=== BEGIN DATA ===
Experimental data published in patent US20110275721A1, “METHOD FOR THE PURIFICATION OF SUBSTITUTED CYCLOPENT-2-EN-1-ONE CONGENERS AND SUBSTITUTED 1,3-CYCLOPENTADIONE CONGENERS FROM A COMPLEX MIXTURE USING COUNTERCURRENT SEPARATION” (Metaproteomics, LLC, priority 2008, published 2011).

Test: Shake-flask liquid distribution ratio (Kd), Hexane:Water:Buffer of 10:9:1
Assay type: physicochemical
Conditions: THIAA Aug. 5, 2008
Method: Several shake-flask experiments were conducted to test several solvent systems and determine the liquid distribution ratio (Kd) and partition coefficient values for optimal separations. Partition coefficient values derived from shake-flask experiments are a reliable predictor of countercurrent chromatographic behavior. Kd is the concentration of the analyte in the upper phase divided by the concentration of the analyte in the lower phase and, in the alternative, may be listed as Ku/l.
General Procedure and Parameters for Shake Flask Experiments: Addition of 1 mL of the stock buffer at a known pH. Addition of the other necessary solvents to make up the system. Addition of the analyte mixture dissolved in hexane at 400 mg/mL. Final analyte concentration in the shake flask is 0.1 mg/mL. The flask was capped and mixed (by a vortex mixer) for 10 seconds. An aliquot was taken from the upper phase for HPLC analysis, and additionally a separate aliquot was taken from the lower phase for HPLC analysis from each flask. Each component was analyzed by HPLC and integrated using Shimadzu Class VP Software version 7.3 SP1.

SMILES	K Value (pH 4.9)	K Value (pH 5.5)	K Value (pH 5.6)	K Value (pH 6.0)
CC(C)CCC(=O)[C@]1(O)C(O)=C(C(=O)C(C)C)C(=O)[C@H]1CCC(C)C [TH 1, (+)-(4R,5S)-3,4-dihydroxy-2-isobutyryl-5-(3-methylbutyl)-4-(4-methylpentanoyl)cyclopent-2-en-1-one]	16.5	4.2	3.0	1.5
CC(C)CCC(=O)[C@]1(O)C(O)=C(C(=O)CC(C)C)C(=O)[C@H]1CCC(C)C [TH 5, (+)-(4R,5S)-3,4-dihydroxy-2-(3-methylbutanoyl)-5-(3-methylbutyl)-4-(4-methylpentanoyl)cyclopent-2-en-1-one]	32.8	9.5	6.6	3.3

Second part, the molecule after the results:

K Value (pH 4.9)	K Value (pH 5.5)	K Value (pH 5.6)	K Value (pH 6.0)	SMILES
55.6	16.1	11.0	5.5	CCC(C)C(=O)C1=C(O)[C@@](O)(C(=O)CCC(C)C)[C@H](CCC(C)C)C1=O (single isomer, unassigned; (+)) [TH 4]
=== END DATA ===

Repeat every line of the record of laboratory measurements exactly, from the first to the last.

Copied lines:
Experimental data published in patent US20110275721A1, “METHOD FOR THE PURIFICATION OF SUBSTITUTED CYCLOPENT-2-EN-1-ONE CONGENERS AND SUBSTITUTED 1,3-CYCLOPENTADIONE CONGENERS FROM A COMPLEX MIXTURE USING COUNTERCURRENT SEPARATION” (Metaproteomics, LLC, priority 2008, published 2011).

Test: Shake-flask liquid distribution ratio (Kd), Hexane:Water:Buffer of 10:9:1
Assay type: physicochemical
Conditions: THIAA Aug. 5, 2008
Method: Several shake-flask experiments were conducted to test several solvent systems and determine the liquid distribution ratio (Kd) and partition coefficient values for optimal separations. Partition coefficient values derived from shake-flask experiments are a reliable predictor of countercurrent chromatographic behavior. Kd is the concentration of the analyte in the upper phase divided by the concentration of the analyte in the lower phase and, in the alternative, may be listed as Ku/l.
General Procedure and Parameters for Shake Flask Experiments: Addition of 1 mL of the stock buffer at a known pH. Addition of the other necessary solvents to make up the system. Addition of the analyte mixture dissolved in hexane at 400 mg/mL. Final analyte concentration in the shake flask is 0.1 mg/mL. The flask was capped and mixed (by a vortex mixer) for 10 seconds. An aliquot was taken from the upper phase for HPLC analysis, and additionally a separate aliquot was taken from the lower phase for HPLC analysis from each flask. Each component was analyzed by HPLC and integrated using Shimadzu Class VP Software version 7.3 SP1.

SMILES	K Value (pH 4.9)	K Value (pH 5.5)	K Value (pH 5.6)	K Value (pH 6.0)
CC(C)CCC(=O)[C@]1(O)C(O)=C(C(=O)C(C)C)C(=O)[C@H]1CCC(C)C [TH 1, (+)-(4R,5S)-3,4-dihydroxy-2-isobutyryl-5-(3-methylbutyl)-4-(4-methylpentanoyl)cyclopent-2-en-1-one]	16.5	4.2	3.0	1.5
CC(C)CCC(=O)[C@]1(O)C(O)=C(C(=O)CC(C)C)C(=O)[C@H]1CCC(C)C [TH 5, (+)-(4R,5S)-3,4-dihydroxy-2-(3-methylbutanoyl)-5-(3-methylbutyl)-4-(4-methylpentanoyl)cyclopent-2-en-1-one]	32.8	9.5	6.6	3.3

Second part, the molecule after the results:

K Value (pH 4.9)	K Value (pH 5.5)	K Value (pH 5.6)	K Value (pH 6.0)	SMILES
55.6	16.1	11.0	5.5	CCC(C)C(=O)C1=C(O)[C@@](O)(C(=O)CCC(C)C)[C@H](CCC(C)C)C1=O (single isomer, unassigned; (+)) [TH 4]